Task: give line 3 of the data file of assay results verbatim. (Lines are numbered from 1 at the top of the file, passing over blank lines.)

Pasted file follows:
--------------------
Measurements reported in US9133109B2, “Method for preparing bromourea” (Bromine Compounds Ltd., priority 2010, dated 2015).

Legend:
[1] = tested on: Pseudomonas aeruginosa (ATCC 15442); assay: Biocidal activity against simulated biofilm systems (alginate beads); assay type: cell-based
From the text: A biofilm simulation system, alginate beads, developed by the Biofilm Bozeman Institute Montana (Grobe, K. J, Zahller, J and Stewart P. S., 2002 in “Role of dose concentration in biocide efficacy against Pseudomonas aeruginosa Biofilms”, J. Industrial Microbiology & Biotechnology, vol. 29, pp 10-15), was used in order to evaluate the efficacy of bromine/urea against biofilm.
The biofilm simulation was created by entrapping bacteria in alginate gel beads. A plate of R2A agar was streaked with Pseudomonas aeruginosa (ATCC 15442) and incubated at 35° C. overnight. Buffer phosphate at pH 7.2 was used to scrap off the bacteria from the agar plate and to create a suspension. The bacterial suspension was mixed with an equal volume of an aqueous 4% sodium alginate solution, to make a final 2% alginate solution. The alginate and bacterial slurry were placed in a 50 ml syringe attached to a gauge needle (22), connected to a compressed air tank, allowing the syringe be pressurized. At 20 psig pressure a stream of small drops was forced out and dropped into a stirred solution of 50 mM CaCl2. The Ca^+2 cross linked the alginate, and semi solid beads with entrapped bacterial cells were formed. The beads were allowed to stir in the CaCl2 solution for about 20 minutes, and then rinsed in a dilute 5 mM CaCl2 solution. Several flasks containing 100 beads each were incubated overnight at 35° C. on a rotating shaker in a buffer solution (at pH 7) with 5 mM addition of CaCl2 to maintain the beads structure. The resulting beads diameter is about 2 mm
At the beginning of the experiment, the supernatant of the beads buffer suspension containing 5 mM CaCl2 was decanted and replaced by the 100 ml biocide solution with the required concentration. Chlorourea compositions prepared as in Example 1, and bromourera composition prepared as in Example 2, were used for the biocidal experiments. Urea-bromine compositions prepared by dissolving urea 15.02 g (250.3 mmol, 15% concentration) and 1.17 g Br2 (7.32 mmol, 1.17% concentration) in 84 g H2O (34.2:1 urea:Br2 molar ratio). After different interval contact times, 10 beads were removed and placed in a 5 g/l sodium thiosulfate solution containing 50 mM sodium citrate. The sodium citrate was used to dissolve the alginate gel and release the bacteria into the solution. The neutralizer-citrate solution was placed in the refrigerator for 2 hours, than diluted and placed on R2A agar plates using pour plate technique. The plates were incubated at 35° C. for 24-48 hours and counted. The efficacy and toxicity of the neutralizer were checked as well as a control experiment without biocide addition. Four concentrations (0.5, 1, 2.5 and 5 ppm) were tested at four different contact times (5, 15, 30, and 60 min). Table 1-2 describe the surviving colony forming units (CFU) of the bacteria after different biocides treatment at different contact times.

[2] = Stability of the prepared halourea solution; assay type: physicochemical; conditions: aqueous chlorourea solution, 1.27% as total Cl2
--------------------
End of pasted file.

[1] = tested on: Pseudomonas aeruginosa (ATCC 15442); assay: Biocidal activity against simulated biofilm systems (alginate beads); assay type: cell-based